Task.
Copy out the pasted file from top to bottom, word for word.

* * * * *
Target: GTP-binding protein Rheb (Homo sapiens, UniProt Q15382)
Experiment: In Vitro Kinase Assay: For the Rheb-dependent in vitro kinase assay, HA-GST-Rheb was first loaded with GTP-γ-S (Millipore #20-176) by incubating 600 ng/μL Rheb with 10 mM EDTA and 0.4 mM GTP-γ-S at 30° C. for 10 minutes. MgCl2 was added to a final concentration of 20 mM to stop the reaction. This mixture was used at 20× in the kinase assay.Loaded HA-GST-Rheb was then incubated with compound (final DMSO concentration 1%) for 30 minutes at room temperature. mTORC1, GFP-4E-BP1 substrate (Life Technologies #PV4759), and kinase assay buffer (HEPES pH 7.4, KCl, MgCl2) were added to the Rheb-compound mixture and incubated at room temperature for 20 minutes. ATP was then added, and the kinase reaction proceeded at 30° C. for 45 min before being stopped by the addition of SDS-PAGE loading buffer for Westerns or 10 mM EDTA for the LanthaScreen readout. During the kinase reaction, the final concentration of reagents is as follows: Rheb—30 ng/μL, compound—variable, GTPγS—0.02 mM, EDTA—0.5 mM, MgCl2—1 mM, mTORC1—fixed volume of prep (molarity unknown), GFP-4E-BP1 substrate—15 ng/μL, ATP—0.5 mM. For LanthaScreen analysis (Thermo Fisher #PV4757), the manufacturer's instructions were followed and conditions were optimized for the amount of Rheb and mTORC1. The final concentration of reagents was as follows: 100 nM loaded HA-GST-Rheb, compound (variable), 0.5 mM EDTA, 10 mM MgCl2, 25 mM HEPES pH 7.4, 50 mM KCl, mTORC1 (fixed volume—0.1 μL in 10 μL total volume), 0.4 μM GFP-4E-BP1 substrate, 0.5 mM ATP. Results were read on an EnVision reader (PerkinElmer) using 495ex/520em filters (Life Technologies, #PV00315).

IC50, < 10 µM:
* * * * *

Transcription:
Target: GTP-binding protein Rheb (Homo sapiens, UniProt Q15382)
Experiment: In Vitro Kinase Assay: For the Rheb-dependent in vitro kinase assay, HA-GST-Rheb was first loaded with GTP-γ-S (Millipore #20-176) by incubating 600 ng/μL Rheb with 10 mM EDTA and 0.4 mM GTP-γ-S at 30° C. for 10 minutes. MgCl2 was added to a final concentration of 20 mM to stop the reaction. This mixture was used at 20× in the kinase assay.Loaded HA-GST-Rheb was then incubated with compound (final DMSO concentration 1%) for 30 minutes at room temperature. mTORC1, GFP-4E-BP1 substrate (Life Technologies #PV4759), and kinase assay buffer (HEPES pH 7.4, KCl, MgCl2) were added to the Rheb-compound mixture and incubated at room temperature for 20 minutes. ATP was then added, and the kinase reaction proceeded at 30° C. for 45 min before being stopped by the addition of SDS-PAGE loading buffer for Westerns or 10 mM EDTA for the LanthaScreen readout. During the kinase reaction, the final concentration of reagents is as follows: Rheb—30 ng/μL, compound—variable, GTPγS—0.02 mM, EDTA—0.5 mM, MgCl2—1 mM, mTORC1—fixed volume of prep (molarity unknown), GFP-4E-BP1 substrate—15 ng/μL, ATP—0.5 mM. For LanthaScreen analysis (Thermo Fisher #PV4757), the manufacturer's instructions were followed and conditions were optimized for the amount of Rheb and mTORC1. The final concentration of reagents was as follows: 100 nM loaded HA-GST-Rheb, compound (variable), 0.5 mM EDTA, 10 mM MgCl2, 25 mM HEPES pH 7.4, 50 mM KCl, mTORC1 (fixed volume—0.1 μL in 10 μL total volume), 0.4 μM GFP-4E-BP1 substrate, 0.5 mM ATP. Results were read on an EnVision reader (PerkinElmer) using 495ex/520em filters (Life Technologies, #PV00315).

IC50, < 10 µM: